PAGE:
Health-care costs rank as the most critical issue concerning small business owners, according to a recent survey conducted by the National Federation of Independent Businesses and Wells Fargo. Nearly two-thirds of respondents to the 2004 survey listed health-care costs as "critical"—up 18 percent from a similar survey conducted in 2000, the NFIB says.
Since the vast majority of home building firms are small businesses (many family-owned), it seems a safe bet that home builders are being hit just as hard by increasing health-care costs, as the rest of the small business community. Other top concerns identified in the survey included liability insurance, workers' compensation, energy and electricity costs.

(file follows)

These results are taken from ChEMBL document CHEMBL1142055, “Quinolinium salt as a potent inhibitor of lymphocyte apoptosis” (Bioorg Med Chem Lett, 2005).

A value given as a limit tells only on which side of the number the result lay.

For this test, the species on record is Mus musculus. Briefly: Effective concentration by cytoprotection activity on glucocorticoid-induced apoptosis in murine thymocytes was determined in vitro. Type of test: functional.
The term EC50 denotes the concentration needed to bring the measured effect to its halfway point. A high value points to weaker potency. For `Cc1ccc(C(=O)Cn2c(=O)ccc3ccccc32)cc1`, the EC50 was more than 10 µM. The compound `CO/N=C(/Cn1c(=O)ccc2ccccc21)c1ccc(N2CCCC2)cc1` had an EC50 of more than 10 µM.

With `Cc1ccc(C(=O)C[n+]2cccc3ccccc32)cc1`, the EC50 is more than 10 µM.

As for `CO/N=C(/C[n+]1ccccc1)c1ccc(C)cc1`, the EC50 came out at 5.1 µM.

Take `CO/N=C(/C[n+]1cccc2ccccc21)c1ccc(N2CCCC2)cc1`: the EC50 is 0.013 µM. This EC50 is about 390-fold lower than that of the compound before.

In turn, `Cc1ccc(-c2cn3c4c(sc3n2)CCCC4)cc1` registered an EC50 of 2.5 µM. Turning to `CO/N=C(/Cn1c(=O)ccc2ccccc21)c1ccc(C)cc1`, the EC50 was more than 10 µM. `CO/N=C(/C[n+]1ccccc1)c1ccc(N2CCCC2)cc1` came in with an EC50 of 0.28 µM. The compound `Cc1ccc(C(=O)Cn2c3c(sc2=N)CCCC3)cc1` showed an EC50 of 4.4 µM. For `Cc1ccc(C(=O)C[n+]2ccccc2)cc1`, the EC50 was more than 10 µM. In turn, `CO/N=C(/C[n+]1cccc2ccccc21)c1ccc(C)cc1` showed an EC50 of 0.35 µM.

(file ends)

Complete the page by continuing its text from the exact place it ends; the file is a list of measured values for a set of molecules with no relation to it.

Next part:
"The cost of health insurance is eating us to death," says Jack Feris, president and chief executive of NFIB. The association is supporting calls for federal legislation to allow small businesses to aggregate under an association—to get health benefits similar to those now achieved by large companies.
"Big business spends seven cents of every premium dollar on administrative costs, while small business pays 30 cents," Faris says. "There could be a 20 to 25 percent savings on premium costs simply by aggregating. We just want to level the playing field."